From the kitchen of his South Side Chicago apartment to the world market, Hugh Hefner and Playboy’s international impact on popular culture as well as the male libido is undoubtedly unmatched. But how far can Playboy go?

Words: Shabe Allah

One could argue that Hugh Hefner single-handedly changed the global view of sexuality in the 20th century through his iconic brand Playboy, and its world-famous bunny insignia. Since the brand’s genesis in 1953, Hefner’s overarching cosmopolitan, bachelor-esq lifestyle (read swagger), was seen throughout every page of Playboy and effortlessly brought to life by every endeavor his company sought out to produce. As a result, Hef’s M.O. became the quintessential approach for how cultural curators should tend to their flock, has influenced many (men and female alike) and opened the doors to the laps of luxury for those who were once deemed unworthy of access. But it was the opening of his exclusive, members-only clubs all over the world that kept Hef’s dream of a liberated planet alive.

The new NBC drama series The Playboy Club, which premiere’s tonight in the States at 10PM Eastern/9PM Central, revisits that historic point when only the sleek and chic were afforded entry into Hefner’s virtual fantasy world. Starting in 1960 on Walton Street in Chicago’s South Side, the club founded by Hef and his partner, Victor Lownes III, promoted the desirable lifestyle that was once only attainable by a relative few—the uber rich and the uber infamous. Fashioned after the well-known Gaslight Clubs, the Playboy Club took the VIP experience to the next level using Hef’s bunnies as a draw for Chi-Town’s most celebrated tastemakers to what was eventually dubbed the first “Pop Up Club”.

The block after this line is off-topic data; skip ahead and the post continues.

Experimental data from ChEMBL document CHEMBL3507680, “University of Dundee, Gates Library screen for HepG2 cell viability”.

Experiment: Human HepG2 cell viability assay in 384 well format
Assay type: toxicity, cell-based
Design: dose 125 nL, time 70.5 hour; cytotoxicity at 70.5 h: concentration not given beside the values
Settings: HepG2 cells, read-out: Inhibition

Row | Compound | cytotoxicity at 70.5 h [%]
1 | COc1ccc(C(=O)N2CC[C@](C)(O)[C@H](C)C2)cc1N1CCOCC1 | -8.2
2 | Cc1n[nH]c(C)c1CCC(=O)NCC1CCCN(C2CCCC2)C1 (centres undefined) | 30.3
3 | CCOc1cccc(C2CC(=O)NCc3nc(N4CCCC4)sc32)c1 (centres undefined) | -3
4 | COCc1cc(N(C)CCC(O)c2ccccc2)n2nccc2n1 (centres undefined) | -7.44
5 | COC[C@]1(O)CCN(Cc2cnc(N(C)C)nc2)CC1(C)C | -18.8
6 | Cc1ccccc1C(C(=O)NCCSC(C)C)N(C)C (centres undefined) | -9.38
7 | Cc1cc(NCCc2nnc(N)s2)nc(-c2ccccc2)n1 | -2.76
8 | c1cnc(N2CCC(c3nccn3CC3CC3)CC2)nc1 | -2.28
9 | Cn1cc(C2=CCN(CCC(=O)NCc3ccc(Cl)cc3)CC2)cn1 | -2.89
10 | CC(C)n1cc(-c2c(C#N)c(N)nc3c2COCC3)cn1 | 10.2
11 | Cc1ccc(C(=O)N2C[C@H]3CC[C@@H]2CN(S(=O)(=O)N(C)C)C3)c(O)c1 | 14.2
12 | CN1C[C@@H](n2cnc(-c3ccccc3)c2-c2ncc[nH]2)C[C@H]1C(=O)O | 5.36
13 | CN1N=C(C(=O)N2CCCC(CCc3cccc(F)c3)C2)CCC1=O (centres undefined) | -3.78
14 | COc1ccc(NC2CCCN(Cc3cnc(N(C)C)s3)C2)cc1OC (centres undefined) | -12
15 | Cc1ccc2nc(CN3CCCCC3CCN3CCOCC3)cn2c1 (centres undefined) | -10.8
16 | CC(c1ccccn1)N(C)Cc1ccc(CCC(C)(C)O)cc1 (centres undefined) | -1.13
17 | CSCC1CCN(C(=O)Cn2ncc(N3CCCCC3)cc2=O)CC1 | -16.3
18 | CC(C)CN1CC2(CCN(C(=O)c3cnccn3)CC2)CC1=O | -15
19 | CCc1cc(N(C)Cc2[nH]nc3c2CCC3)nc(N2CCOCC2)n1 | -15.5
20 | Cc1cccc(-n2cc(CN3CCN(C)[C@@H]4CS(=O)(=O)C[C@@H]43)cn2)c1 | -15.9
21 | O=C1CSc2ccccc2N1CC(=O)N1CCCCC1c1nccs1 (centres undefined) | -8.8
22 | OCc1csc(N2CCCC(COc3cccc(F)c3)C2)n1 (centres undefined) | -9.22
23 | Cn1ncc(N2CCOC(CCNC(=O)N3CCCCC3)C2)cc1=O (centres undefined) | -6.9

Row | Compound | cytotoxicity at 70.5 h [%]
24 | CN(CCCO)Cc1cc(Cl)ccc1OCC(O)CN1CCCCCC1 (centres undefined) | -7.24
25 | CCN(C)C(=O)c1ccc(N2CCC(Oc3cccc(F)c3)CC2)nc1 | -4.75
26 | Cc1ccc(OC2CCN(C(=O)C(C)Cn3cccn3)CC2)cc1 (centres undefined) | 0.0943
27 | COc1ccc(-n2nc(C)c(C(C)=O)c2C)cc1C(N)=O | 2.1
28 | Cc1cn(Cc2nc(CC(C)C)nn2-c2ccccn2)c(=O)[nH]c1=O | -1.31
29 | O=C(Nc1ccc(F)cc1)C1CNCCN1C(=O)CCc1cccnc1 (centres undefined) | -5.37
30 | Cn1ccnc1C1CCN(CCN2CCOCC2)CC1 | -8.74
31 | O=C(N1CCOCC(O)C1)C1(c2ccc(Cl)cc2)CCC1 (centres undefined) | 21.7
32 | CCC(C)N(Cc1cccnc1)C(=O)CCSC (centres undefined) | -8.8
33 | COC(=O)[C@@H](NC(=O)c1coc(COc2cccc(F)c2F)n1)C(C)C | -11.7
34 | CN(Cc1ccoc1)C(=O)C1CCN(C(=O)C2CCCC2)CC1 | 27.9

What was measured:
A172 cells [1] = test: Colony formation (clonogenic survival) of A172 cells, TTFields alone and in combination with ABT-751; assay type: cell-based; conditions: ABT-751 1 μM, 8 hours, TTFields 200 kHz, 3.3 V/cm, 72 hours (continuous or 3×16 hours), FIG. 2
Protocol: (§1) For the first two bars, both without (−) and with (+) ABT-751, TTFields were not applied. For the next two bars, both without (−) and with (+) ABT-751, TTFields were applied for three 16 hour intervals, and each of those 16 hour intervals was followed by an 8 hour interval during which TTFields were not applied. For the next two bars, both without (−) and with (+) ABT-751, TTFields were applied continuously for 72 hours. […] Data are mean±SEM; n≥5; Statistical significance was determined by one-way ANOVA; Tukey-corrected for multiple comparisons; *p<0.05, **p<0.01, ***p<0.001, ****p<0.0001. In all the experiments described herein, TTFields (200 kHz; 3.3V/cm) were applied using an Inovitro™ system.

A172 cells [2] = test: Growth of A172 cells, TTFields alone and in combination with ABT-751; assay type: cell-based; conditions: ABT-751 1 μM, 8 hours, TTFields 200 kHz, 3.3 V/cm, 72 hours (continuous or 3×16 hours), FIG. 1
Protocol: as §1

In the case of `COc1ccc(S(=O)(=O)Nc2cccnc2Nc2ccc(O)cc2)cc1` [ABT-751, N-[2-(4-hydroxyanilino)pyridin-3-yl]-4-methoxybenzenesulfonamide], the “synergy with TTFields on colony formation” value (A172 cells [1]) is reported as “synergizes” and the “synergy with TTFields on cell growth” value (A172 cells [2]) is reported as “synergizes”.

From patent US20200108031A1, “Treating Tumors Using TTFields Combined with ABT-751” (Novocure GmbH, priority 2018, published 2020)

Just as Playboy magazine served as a go-to guide for exclusive fashion, sophisticated nightlife, and exceptionally beautiful women, a membership to the legendary Playboy Club was the ultimate status symbol. Catering to a high echelon clientele known as “keyholders”, The Playboy Club was the perfect combination of classic style and modern ambience for the supreme bachelor. The club granted its mostly male members a chance to step onto the legendary pages of Playboy magazine, if only briefly, to live a day in the life of the brand’s founder, Editor In Chief and Chief Creative Officer.

Booze, bling and bunnies were are all the rage in these “hutches”, or members only clubs. These multi-level enclaves all possessed the standard hutch inclusions: a living room, library, playroom and most importantly, the luxurious penthouse. During the Eisenhower administration in the early days of its inception, Filet mignon and skewered steak were among the favorited items on the menu, while drinks served in heavy china mugs and cigarettes with a bunny lighter were a mere $1.50. Bunnies snapped pics for a nickel while performers such as a then unknown Aretha Franklin, Barbra Streisand and Billy Crystal graced the stage of Hef’s Playboy Circuit. Within two decades, the exclusive club spread to over a dozen cities worldwide. It’s membership peaked at about half a million (although the club only saw about 1/5 of its actual members) and boasted A-list celebrities such as Tony Bennett, Johnny Carson and The Beatles.

This adult Disneyland was also the first place that provided an opportunity to gawk at a Playboy bunny in the flesh. Compared to the casually, yet provocatively dressed waitress at an establishment like Hooters, the Playboy bunny has long exuded an air of class, sporting corsets, fishnets with a million dollar smile. A far cry from the male-caricature bunny featured in the brand’s logo, the Playboy bunny was and remains the ultimate sexual fantasy of almost every man on the planet.